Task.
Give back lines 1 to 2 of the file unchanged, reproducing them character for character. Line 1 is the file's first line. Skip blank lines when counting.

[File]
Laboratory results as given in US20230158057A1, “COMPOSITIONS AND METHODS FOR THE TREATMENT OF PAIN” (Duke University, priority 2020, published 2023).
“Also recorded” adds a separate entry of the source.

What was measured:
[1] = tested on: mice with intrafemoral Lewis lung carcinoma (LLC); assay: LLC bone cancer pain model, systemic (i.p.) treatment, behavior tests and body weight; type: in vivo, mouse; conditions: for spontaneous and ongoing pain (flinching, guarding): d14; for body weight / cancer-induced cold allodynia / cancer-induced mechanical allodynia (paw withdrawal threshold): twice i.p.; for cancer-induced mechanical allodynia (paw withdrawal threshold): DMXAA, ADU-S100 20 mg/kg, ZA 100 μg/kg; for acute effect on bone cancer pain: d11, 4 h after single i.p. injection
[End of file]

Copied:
Laboratory results as given in US20230158057A1, “COMPOSITIONS AND METHODS FOR THE TREATMENT OF PAIN” (Duke University, priority 2020, published 2023).
“Also recorded” adds a separate entry of the source.